After years of shrinking, Conservation Reserve to expand this year
The federal program that pays landowners to take environmentally fragile land out of crop production to prevent erosion, protect water quality, and preserve wildlife habitat will expand for the first time this year after losing ground annually since 2007. The USDA said on Monday that it expected a net gain in acreage in the Conservation Reserve Program, which was retooled in April to help slow climate change.
China headed for record purchases of U.S. ag exports
Exporters sold $15.2 billion worth of American farm products to China in the first six months of 2021, raising the possibility of record sales this year, wrote economist David Widmar on Monday on the Agricultural Economic Insights blog. Sales are on pace to hit $33.7 billion, with some of the most active months for sales — during and after the fall harvest — still to come.
Today’s Quick Hits
Online marketing: New e-commerce apps have allowed farmers to cope with the pandemic by selling their fruits and vegetables digitally rather than setting up stands at farmers markets. (The Verge)
Paraquat losing its punch: Ryegrass, which is one of the worst weeds in Australia and already tolerant of glyphosate, is developing resistance to the herbicide paraquat. (ABC Rural)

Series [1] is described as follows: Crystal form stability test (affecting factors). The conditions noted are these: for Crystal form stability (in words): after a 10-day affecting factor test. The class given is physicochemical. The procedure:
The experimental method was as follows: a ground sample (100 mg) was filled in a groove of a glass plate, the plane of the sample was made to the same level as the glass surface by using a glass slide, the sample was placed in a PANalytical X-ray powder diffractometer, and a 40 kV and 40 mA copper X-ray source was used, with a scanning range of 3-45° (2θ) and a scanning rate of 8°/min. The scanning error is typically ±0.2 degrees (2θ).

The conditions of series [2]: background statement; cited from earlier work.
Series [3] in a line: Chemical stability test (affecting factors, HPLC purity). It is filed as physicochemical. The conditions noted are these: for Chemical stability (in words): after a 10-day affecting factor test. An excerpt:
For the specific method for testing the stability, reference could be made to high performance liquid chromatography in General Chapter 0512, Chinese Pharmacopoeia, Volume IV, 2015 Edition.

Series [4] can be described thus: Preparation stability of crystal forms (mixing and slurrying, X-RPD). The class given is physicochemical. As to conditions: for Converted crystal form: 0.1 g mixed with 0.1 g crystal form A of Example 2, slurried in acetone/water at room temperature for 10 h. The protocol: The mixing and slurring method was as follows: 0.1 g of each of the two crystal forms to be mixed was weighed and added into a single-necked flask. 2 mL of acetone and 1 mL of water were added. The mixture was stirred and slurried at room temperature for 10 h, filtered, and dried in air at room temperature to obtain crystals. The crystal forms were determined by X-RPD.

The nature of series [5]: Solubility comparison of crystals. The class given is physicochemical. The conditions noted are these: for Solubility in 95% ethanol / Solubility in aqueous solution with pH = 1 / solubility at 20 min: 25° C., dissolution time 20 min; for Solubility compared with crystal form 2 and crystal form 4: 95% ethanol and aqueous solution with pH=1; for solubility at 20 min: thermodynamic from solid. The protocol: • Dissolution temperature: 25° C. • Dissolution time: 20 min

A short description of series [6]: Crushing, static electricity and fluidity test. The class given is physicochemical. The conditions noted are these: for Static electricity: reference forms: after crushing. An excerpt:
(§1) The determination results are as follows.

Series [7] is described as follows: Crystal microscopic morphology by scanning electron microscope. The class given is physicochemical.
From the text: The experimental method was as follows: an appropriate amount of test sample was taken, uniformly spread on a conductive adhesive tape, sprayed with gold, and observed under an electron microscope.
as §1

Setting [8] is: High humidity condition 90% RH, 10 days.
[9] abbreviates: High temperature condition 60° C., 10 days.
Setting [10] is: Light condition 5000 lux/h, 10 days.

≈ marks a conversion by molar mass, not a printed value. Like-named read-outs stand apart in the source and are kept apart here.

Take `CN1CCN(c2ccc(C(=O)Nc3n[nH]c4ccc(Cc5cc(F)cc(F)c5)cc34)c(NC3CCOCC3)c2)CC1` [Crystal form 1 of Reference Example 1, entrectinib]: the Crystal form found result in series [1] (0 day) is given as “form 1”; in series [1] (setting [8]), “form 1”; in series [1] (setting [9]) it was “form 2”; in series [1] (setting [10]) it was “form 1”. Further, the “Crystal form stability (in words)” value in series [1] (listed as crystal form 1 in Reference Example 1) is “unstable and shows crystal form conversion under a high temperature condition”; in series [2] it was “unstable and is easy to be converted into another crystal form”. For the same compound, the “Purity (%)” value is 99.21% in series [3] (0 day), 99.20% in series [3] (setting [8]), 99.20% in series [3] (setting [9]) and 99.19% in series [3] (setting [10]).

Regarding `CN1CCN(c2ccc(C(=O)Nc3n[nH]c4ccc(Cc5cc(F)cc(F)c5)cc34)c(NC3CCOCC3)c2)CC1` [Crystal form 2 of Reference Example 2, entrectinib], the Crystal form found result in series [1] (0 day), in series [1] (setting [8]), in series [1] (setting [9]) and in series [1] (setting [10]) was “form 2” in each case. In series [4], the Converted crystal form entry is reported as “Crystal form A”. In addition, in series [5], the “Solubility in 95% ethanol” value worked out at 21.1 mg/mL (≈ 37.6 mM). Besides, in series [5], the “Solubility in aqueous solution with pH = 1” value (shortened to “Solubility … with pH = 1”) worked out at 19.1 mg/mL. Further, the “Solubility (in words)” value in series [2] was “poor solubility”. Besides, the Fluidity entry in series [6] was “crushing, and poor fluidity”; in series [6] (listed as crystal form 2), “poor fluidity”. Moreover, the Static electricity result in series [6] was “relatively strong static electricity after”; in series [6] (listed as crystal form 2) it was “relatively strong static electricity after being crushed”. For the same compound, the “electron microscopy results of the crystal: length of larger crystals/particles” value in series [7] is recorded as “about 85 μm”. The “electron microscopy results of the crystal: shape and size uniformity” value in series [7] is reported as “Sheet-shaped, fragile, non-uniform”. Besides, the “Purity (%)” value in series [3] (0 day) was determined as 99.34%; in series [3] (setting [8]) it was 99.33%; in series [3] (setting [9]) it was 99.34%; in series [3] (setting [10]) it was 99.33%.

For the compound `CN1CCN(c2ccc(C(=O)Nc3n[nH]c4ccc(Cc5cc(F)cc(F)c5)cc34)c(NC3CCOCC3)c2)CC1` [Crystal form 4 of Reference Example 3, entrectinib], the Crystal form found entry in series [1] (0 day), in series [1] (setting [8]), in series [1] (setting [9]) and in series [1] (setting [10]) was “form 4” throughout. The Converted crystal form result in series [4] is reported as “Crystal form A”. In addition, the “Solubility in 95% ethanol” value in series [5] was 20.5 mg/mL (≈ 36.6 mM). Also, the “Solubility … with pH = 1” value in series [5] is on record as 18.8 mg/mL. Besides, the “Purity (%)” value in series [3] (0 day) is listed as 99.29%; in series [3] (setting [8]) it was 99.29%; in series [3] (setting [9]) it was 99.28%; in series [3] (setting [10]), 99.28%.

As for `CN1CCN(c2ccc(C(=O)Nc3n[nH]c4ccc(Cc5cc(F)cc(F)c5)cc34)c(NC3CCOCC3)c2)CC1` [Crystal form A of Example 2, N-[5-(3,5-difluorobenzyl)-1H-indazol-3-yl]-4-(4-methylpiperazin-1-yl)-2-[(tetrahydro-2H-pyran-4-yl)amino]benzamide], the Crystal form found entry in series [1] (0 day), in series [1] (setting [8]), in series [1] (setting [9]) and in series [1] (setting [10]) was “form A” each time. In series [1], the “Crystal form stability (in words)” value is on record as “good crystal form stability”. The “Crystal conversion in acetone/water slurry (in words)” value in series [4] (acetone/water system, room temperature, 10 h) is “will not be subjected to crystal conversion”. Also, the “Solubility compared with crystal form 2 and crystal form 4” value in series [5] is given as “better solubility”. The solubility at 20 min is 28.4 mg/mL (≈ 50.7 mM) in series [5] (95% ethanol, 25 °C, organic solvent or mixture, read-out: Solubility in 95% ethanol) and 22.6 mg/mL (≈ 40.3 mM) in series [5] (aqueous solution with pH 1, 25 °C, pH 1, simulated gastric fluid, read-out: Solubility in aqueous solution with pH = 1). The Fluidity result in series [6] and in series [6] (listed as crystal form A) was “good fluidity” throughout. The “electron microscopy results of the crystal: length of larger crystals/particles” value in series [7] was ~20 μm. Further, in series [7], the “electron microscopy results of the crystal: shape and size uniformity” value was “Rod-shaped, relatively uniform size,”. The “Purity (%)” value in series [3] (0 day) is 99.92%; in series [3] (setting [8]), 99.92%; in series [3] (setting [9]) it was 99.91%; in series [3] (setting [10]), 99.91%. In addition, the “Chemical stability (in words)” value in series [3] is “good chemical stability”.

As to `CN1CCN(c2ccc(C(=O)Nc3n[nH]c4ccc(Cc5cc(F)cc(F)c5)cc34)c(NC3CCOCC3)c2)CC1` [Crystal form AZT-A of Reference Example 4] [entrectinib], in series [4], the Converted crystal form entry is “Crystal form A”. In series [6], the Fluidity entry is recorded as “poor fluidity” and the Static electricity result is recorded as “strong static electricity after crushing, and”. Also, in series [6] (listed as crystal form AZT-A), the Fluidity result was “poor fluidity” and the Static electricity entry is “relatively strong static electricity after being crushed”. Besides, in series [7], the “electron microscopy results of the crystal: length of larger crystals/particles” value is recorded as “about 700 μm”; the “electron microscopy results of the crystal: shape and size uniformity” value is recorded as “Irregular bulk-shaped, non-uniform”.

Beyond forest management: In an era of hotter, larger, and more frequent wildfires, ecologists in California say the focus should shift from forest management to “home hardening” and community protection, including making structures more resistant to fire and improving early warning and evacuation systems for towns. (Los Angeles Times)
Pest declines: Fewer invasive spotted lanternflies, a menace to trees and plants including grapevines, have been found in the Philadelphia region this summer, possibly because more birds and predatory insects are eating them. (Billy Penn)
No mask, no inspection: Starting Wednesday, USDA inspectors will work at meat plants in counties with “substantial” or “high” community transmission of Covid-19 only if the plants’ workers follow CDC guidance on mask wearing. (Food Safety and Inspection Service)